The next entry on my long list of films I’ve meant to finally get around to seeing is a famous one. However, despite being two decades old, I’ve never gotten around to seeing until now: Tim Burton’s “The Nightmare Before Christmas.”
The stop-motion animated film features a heavy amount of musical song numbers. However, it does have a plot. Jack, the king of Halloween Town, gets bored with Halloween and all things spooky. While wandering through the woods, he stumbles through a magical door and accidentally discovers Christmas Town (aka the North Pole).
Being taken by the Yuletide holiday, Jack convinces his fellow Halloween horrors to “take over” Christmas. Of course, given they’re all used to creepy things, it doesn’t go as well as expected.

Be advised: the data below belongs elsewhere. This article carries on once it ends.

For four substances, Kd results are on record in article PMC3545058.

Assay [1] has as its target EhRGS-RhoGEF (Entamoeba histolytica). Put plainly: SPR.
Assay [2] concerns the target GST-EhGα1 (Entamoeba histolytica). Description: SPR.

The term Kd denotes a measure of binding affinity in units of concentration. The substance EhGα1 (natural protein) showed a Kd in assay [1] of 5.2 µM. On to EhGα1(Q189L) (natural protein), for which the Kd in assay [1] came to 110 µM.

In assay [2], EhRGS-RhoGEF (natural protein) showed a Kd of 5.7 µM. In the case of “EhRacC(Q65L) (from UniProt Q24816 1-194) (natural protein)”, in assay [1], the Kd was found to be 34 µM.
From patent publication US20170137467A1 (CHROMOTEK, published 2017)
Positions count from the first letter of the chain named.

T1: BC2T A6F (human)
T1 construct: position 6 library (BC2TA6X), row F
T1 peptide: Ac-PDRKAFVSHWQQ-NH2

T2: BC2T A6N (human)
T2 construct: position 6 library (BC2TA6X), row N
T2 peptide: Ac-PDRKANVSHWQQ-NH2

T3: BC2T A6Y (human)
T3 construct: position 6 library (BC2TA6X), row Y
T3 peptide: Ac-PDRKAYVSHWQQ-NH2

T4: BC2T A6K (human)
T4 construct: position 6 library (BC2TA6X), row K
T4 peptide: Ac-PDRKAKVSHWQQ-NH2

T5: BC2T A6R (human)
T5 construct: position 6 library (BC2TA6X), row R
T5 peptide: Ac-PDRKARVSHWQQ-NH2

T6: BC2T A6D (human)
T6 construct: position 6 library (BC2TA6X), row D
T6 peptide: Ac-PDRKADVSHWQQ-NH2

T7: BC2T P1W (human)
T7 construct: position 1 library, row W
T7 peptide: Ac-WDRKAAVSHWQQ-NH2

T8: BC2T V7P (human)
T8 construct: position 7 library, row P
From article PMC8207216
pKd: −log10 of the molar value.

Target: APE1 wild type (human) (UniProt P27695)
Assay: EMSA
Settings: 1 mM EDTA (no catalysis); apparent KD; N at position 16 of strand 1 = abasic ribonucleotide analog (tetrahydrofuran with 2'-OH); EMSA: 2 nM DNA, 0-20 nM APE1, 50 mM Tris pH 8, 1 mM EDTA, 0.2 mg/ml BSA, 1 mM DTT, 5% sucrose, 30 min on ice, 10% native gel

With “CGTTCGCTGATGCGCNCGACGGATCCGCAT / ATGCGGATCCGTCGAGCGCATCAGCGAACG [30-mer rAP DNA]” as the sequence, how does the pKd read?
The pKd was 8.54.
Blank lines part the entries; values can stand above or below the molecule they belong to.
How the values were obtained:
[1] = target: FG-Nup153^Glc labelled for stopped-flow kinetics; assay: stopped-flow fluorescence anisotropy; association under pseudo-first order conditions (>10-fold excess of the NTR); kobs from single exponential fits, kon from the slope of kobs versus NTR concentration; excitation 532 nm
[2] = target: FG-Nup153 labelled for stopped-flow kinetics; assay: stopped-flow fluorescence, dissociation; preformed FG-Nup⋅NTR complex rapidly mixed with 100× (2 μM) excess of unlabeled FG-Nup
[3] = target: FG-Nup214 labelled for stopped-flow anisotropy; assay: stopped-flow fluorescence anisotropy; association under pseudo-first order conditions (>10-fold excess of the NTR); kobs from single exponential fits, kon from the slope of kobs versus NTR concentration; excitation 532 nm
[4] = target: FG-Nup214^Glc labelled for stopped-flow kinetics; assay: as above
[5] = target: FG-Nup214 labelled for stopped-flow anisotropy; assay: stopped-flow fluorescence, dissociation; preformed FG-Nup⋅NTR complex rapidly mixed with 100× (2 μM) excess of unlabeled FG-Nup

“Nightmare” was an amusing enough film. It features gothic/horror elements reminiscent of Burton’s other productions, including “Beetlejuice.” The best parts were the ghoul kids kidnapping the wrong holiday icon (namely the Easter Bunny) and the actual attempt to deliver gifts on Christmas Eve. The world’s reaction to the gifts is more “horror” than “holly jolly.” (Cue: a Christmas-related story with anti-aircraft guns.) I also liked Sally, a Frankenstein’s monster-like woman, and her attempts to escape her repressive creator.
This film’s probably also the rare stop-motion animated effort (Rankin-Bass and Gumby aside) that did well at the box office and with the general public. It’s since become a staple aired at Christmas (and, given its nature, Halloween as well). The film’s “Halloween Town,” of course, bears no relation to the Disney Channel series of live-action TV-movies by that name (though those were entertaining in their own right).